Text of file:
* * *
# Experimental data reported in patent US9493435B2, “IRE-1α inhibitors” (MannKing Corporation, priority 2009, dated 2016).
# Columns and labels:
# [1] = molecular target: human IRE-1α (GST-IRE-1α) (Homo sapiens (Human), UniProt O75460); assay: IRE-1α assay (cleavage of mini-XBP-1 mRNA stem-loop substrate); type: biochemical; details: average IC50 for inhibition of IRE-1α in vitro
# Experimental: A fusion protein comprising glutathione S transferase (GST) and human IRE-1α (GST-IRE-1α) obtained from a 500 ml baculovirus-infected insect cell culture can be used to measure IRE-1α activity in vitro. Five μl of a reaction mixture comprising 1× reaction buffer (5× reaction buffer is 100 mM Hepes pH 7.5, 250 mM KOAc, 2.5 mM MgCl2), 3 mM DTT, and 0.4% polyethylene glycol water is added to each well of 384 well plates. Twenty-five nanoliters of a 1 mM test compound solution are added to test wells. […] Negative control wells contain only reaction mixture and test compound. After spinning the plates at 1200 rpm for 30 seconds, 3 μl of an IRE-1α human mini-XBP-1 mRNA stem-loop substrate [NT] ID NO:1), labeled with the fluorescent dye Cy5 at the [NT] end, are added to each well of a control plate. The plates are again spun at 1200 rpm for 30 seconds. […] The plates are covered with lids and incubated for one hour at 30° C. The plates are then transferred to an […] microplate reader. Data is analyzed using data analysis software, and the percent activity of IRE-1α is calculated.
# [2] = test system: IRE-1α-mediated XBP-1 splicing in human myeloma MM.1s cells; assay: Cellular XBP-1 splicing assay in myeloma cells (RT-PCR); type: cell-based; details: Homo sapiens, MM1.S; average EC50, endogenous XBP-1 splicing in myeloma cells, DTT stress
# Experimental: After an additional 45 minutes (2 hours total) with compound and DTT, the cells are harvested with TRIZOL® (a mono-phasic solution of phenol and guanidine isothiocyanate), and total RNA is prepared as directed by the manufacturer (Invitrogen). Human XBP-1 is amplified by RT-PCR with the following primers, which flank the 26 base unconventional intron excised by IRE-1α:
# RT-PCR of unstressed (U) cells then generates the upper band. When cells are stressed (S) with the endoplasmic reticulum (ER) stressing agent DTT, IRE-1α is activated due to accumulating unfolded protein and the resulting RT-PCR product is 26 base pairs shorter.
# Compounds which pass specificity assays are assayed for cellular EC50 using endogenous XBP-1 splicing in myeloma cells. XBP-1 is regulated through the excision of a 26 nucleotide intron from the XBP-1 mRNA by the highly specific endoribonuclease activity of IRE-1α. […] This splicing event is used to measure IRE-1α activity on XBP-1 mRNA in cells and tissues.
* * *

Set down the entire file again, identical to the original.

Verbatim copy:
# Experimental data reported in patent US9493435B2, “IRE-1α inhibitors” (MannKing Corporation, priority 2009, dated 2016).
# Columns and labels:
# [1] = molecular target: human IRE-1α (GST-IRE-1α) (Homo sapiens (Human), UniProt O75460); assay: IRE-1α assay (cleavage of mini-XBP-1 mRNA stem-loop substrate); type: biochemical; details: average IC50 for inhibition of IRE-1α in vitro
# Experimental: A fusion protein comprising glutathione S transferase (GST) and human IRE-1α (GST-IRE-1α) obtained from a 500 ml baculovirus-infected insect cell culture can be used to measure IRE-1α activity in vitro. Five μl of a reaction mixture comprising 1× reaction buffer (5× reaction buffer is 100 mM Hepes pH 7.5, 250 mM KOAc, 2.5 mM MgCl2), 3 mM DTT, and 0.4% polyethylene glycol water is added to each well of 384 well plates. Twenty-five nanoliters of a 1 mM test compound solution are added to test wells. […] Negative control wells contain only reaction mixture and test compound. After spinning the plates at 1200 rpm for 30 seconds, 3 μl of an IRE-1α human mini-XBP-1 mRNA stem-loop substrate [NT] ID NO:1), labeled with the fluorescent dye Cy5 at the [NT] end, are added to each well of a control plate. The plates are again spun at 1200 rpm for 30 seconds. […] The plates are covered with lids and incubated for one hour at 30° C. The plates are then transferred to an […] microplate reader. Data is analyzed using data analysis software, and the percent activity of IRE-1α is calculated.
# [2] = test system: IRE-1α-mediated XBP-1 splicing in human myeloma MM.1s cells; assay: Cellular XBP-1 splicing assay in myeloma cells (RT-PCR); type: cell-based; details: Homo sapiens, MM1.S; average EC50, endogenous XBP-1 splicing in myeloma cells, DTT stress
# Experimental: After an additional 45 minutes (2 hours total) with compound and DTT, the cells are harvested with TRIZOL® (a mono-phasic solution of phenol and guanidine isothiocyanate), and total RNA is prepared as directed by the manufacturer (Invitrogen). Human XBP-1 is amplified by RT-PCR with the following primers, which flank the 26 base unconventional intron excised by IRE-1α:
# RT-PCR of unstressed (U) cells then generates the upper band. When cells are stressed (S) with the endoplasmic reticulum (ER) stressing agent DTT, IRE-1α is activated due to accumulating unfolded protein and the resulting RT-PCR product is 26 base pairs shorter.
# Compounds which pass specificity assays are assayed for cellular EC50 using endogenous XBP-1 splicing in myeloma cells. XBP-1 is regulated through the excision of a 26 nucleotide intron from the XBP-1 mRNA by the highly specific endoribonuclease activity of IRE-1α. […] This splicing event is used to measure IRE-1α activity on XBP-1 mRNA in cells and tissues.